The wrongful death statute permits family members to seek damages when their loved one dies due to another person’s negligent or reckless action. They have to do this by filing a wrongful death lawsuit. The statute is described under the Code of Civil Procedure 377.60. In California State, only specific survivors of the deceased may bring a wrongful death suit. Unlike most states, the California statute permits the survivors to directly bring the lawsuit in court instead of going through the state’s representative. The personal representative could also file the lawsuit independently.  If the wrongful death suit becomes successful, the liable party will be ordered to pay financial compensation to the decedent’s family members.

A wrongful death suit could arise from almost any kind of accident, including:

  • Car crashes (including being struck by a driver driving while intoxicated with alcohol or drugs)
  • Negligent security
  • Workplace accidents
  • Pedestrian knock-down
  • Slip & fall accidents

Other cases that could warrant a wrongful death suit are drowning, assault & battery, elder neglect or abuse, manslaughter or murder, medical malpractice, etc.  A wrongful death lawsuit is like a personal injury claim that family members file on the decedent’s behalf. In other terms, the deceased would’ve had a legal basis to file a personal injury suit, had they lived.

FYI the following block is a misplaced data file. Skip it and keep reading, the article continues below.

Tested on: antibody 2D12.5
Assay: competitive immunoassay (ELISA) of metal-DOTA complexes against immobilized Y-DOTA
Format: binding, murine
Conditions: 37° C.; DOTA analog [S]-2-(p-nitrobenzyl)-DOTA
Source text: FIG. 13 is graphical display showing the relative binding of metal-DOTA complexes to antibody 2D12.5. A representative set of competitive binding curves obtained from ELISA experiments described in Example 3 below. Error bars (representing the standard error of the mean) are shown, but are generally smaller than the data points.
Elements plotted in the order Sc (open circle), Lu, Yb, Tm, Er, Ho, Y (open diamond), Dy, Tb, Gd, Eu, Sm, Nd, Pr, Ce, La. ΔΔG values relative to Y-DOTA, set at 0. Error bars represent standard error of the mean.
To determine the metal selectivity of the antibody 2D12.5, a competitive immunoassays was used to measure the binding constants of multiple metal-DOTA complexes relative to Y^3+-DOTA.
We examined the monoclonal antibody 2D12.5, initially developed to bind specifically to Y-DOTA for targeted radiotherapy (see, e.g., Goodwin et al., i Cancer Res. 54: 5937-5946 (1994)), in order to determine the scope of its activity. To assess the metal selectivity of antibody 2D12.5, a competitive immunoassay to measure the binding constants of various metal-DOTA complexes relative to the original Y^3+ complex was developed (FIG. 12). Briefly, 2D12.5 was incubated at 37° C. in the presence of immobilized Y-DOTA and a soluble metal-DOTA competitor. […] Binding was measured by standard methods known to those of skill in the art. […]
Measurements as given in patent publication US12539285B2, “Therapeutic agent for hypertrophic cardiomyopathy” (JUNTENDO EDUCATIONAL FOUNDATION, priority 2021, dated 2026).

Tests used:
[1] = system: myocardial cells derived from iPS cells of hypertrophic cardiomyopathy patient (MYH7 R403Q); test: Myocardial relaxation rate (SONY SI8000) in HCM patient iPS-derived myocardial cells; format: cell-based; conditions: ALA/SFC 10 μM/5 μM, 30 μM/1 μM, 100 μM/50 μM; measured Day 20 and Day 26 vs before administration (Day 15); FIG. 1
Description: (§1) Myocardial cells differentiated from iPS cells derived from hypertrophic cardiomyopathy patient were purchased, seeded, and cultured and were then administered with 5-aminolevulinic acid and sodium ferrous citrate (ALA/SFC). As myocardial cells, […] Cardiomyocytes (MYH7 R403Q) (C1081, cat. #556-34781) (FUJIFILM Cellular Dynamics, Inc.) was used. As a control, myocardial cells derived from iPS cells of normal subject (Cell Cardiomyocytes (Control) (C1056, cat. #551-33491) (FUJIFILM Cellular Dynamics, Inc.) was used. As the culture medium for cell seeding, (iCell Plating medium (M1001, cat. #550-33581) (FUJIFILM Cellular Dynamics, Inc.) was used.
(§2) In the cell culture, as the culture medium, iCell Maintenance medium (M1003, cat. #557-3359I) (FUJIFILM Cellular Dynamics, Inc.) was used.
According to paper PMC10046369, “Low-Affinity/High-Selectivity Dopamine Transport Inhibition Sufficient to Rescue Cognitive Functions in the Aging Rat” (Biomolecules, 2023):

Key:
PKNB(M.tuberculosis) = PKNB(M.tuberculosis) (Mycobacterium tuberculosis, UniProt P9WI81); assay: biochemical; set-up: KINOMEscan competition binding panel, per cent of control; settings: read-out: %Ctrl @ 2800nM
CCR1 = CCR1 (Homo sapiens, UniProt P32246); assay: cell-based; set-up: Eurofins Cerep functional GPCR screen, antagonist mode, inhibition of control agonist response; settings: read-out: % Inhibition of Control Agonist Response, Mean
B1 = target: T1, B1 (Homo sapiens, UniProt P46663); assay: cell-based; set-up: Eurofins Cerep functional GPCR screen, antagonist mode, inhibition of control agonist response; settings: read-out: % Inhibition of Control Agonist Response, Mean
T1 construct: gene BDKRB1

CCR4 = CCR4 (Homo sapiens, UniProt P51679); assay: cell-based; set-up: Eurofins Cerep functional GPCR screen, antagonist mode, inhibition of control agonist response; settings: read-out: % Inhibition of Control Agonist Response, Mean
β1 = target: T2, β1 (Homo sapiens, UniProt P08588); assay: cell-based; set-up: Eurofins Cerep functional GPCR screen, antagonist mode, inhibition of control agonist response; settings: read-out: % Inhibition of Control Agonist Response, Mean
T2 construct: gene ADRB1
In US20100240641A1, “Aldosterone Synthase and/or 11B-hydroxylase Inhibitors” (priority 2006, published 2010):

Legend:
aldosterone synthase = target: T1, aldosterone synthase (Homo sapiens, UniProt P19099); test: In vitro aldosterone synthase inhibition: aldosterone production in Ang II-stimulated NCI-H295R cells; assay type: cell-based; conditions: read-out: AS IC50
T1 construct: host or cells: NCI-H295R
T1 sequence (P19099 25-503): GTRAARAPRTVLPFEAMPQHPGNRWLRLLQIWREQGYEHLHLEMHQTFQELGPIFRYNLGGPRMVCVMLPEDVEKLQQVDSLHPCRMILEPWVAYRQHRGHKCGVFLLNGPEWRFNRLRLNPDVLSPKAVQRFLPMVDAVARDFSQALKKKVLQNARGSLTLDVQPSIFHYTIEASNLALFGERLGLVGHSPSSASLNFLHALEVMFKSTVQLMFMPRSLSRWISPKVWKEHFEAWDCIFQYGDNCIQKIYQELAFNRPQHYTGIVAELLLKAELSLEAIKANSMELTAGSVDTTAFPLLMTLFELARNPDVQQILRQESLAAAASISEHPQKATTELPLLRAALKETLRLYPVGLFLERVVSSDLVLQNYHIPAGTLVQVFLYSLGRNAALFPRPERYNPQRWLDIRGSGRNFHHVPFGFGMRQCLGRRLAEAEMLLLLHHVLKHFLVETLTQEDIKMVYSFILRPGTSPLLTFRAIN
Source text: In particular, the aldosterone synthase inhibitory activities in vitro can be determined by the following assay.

Wrongful death suits differ from criminal cases for murder. Criminal cases are brought to court by the state, and their liability is penalized with fines, prison or jail time, probation, etc. One may file a civil wrongful death case in court, even when a criminal proceeding is ongoing.

If you wish to bring a wrongful death suit, you should speak with a skilled wrongful death lawyer or experienced personal injury lawyer to learn much more regarding these claims.

To Whom Does the Wrongful Death Statute of Limitations Apply?

As we mentioned earlier, not everyone is permitted to bring a wrongful death lawsuit and, therefore, subject to the wrongful death statute of limitations. Each state has its rules on bringing wrongful death claims, who is supposed to do so, and the type of damages a complainant can recover. In California, for instance, the law provides that only the following parties can bring a wrongful death lawsuit:

  • The decedent’s surviving spouse
  • The deceased’s surviving domestic partner
  • The victim’s children
  • The dead victim’s grandchildren (in case his or her children are also dead)
  • Other parties like stepchildren, putative spouse, and children of the putative spouse, who depended on the deceased victim for at least 50 percent of their monetary support
  • Any other person entitled to the victim’s estate as per California intestate succession law, like parents, siblings, etc.

Note that you can still file a wrongful death suit to seek damages even if the deceased did not hold any job since they may have contributed to the family’s well-being in other ways. A good case scenario is a claim filed for the wrongful death of a stay-at-home wife or husband that contributed guidance, nurturing, companionship, moral support, and other services for the family. These kinds of contributions are classified as pecuniary losses in wrongful death actions.

Monetary compensation that you can obtain in a successful wrongful death case includes:

  • Funeral costs
  • Burial expenses
  • Amount the victim would’ve earned as wages
  • Medical expenses for the period the decedent was in hospital before their demise
  • Loss of the victim’s guidance, love, affection, and companionship
  • Loss of consortium
  • The pain & suffering the decedent suffered before their demise